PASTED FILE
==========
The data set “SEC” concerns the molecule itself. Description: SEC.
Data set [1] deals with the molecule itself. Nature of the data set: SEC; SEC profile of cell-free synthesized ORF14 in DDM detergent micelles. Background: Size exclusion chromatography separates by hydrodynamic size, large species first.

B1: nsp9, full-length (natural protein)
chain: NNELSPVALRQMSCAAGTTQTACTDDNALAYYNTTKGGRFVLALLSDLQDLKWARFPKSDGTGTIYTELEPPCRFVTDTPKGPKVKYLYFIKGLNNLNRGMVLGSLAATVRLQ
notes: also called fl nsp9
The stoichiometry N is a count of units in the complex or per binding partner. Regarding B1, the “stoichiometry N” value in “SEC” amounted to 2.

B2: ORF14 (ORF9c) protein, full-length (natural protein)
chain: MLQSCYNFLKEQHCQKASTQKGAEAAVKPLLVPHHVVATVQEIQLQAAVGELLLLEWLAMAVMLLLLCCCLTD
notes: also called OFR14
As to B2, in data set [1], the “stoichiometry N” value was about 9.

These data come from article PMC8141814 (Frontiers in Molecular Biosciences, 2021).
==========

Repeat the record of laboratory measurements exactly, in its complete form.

The data set “SEC” concerns the molecule itself. Description: SEC.
Data set [1] deals with the molecule itself. Nature of the data set: SEC; SEC profile of cell-free synthesized ORF14 in DDM detergent micelles. Background: Size exclusion chromatography separates by hydrodynamic size, large species first.

B1: nsp9, full-length (natural protein)
chain: NNELSPVALRQMSCAAGTTQTACTDDNALAYYNTTKGGRFVLALLSDLQDLKWARFPKSDGTGTIYTELEPPCRFVTDTPKGPKVKYLYFIKGLNNLNRGMVLGSLAATVRLQ
notes: also called fl nsp9
The stoichiometry N is a count of units in the complex or per binding partner. Regarding B1, the “stoichiometry N” value in “SEC” amounted to 2.

B2: ORF14 (ORF9c) protein, full-length (natural protein)
chain: MLQSCYNFLKEQHCQKASTQKGAEAAVKPLLVPHHVVATVQEIQLQAAVGELLLLEWLAMAVMLLLLCCCLTD
notes: also called OFR14
As to B2, in data set [1], the “stoichiometry N” value was about 9.

These data come from article PMC8141814 (Frontiers in Molecular Biosciences, 2021).